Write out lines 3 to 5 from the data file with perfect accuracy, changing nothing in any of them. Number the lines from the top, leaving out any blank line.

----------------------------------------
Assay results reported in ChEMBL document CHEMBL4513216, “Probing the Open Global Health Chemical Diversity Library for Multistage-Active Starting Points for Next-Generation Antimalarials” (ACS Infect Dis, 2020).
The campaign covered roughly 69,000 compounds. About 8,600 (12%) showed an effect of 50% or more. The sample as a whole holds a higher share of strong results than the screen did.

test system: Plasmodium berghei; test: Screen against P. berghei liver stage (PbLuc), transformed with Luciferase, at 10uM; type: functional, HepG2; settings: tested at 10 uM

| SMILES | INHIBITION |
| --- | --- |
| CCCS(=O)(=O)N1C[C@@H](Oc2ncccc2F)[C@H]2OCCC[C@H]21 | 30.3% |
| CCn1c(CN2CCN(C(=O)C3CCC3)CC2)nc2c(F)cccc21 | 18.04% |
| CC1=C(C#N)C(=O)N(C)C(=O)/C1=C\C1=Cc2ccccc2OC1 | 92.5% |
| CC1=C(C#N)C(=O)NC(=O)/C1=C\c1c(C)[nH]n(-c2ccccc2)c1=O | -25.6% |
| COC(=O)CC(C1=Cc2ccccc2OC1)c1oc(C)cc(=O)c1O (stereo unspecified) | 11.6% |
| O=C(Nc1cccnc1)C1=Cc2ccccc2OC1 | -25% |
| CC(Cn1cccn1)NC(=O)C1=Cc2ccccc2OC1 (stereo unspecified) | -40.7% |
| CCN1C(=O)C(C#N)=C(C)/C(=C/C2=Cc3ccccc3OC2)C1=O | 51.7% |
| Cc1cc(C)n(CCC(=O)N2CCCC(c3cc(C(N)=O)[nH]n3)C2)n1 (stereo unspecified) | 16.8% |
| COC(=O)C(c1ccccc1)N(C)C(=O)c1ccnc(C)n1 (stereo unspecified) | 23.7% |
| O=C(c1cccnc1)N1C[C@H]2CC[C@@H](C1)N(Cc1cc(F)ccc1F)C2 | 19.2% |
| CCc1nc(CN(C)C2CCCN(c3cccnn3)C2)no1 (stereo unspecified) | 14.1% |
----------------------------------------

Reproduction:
test system: Plasmodium berghei; test: Screen against P. berghei liver stage (PbLuc), transformed with Luciferase, at 10uM; type: functional, HepG2; settings: tested at 10 uM

| SMILES | INHIBITION |
| --- | --- |